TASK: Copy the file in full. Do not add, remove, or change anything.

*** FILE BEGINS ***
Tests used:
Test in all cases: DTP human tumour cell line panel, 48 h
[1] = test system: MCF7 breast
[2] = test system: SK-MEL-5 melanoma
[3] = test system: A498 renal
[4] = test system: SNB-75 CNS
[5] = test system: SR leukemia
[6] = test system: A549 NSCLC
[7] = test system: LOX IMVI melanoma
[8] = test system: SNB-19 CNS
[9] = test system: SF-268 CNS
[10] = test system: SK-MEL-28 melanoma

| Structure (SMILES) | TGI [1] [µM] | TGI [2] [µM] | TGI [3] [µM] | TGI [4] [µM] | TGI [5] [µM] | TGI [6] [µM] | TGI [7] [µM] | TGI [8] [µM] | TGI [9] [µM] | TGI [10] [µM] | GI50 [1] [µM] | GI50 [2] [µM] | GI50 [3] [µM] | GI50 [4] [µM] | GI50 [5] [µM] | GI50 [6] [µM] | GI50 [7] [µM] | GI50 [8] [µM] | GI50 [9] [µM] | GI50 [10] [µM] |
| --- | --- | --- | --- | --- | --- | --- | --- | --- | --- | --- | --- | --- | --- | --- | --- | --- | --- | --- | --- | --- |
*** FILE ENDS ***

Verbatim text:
Tests used:
Test in all cases: DTP human tumour cell line panel, 48 h
[1] = test system: MCF7 breast
[2] = test system: SK-MEL-5 melanoma
[3] = test system: A498 renal
[4] = test system: SNB-75 CNS
[5] = test system: SR leukemia
[6] = test system: A549 NSCLC
[7] = test system: LOX IMVI melanoma
[8] = test system: SNB-19 CNS
[9] = test system: SF-268 CNS
[10] = test system: SK-MEL-28 melanoma

| Structure (SMILES) | TGI [1] [µM] | TGI [2] [µM] | TGI [3] [µM] | TGI [4] [µM] | TGI [5] [µM] | TGI [6] [µM] | TGI [7] [µM] | TGI [8] [µM] | TGI [9] [µM] | TGI [10] [µM] | GI50 [1] [µM] | GI50 [2] [µM] | GI50 [3] [µM] | GI50 [4] [µM] | GI50 [5] [µM] | GI50 [6] [µM] | GI50 [7] [µM] | GI50 [8] [µM] | GI50 [9] [µM] | GI50 [10] [µM] |
| --- | --- | --- | --- | --- | --- | --- | --- | --- | --- | --- | --- | --- | --- | --- | --- | --- | --- | --- | --- | --- |